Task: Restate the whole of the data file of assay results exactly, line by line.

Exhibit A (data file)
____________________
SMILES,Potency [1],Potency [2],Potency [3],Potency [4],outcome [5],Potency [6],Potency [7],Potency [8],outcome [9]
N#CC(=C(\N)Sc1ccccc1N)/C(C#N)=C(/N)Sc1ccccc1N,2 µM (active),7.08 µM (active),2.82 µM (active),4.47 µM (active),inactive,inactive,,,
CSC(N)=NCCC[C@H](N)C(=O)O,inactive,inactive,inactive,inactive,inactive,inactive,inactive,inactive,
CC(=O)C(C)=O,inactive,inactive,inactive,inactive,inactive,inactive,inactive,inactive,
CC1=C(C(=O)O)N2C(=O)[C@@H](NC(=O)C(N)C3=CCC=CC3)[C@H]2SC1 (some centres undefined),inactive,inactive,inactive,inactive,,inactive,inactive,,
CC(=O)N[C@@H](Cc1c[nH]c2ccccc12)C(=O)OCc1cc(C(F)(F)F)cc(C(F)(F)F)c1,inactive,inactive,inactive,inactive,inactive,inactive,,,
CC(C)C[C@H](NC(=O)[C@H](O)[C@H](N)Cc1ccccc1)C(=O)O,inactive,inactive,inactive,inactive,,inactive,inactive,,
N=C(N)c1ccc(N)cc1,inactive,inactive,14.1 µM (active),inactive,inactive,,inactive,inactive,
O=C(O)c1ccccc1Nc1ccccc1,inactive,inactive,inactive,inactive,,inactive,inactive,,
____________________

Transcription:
SMILES,Potency [1],Potency [2],Potency [3],Potency [4],outcome [5],Potency [6],Potency [7],Potency [8],outcome [9]
N#CC(=C(\N)Sc1ccccc1N)/C(C#N)=C(/N)Sc1ccccc1N,2 µM (active),7.08 µM (active),2.82 µM (active),4.47 µM (active),inactive,inactive,,,
CSC(N)=NCCC[C@H](N)C(=O)O,inactive,inactive,inactive,inactive,inactive,inactive,inactive,inactive,
CC(=O)C(C)=O,inactive,inactive,inactive,inactive,inactive,inactive,inactive,inactive,
CC1=C(C(=O)O)N2C(=O)[C@@H](NC(=O)C(N)C3=CCC=CC3)[C@H]2SC1 (some centres undefined),inactive,inactive,inactive,inactive,,inactive,inactive,,
CC(=O)N[C@@H](Cc1c[nH]c2ccccc12)C(=O)OCc1cc(C(F)(F)F)cc(C(F)(F)F)c1,inactive,inactive,inactive,inactive,inactive,inactive,,,
CC(C)C[C@H](NC(=O)[C@H](O)[C@H](N)Cc1ccccc1)C(=O)O,inactive,inactive,inactive,inactive,,inactive,inactive,,
N=C(N)c1ccc(N)cc1,inactive,inactive,14.1 µM (active),inactive,inactive,,inactive,inactive,
O=C(O)c1ccccc1Nc1ccccc1,inactive,inactive,inactive,inactive,,inactive,inactive,,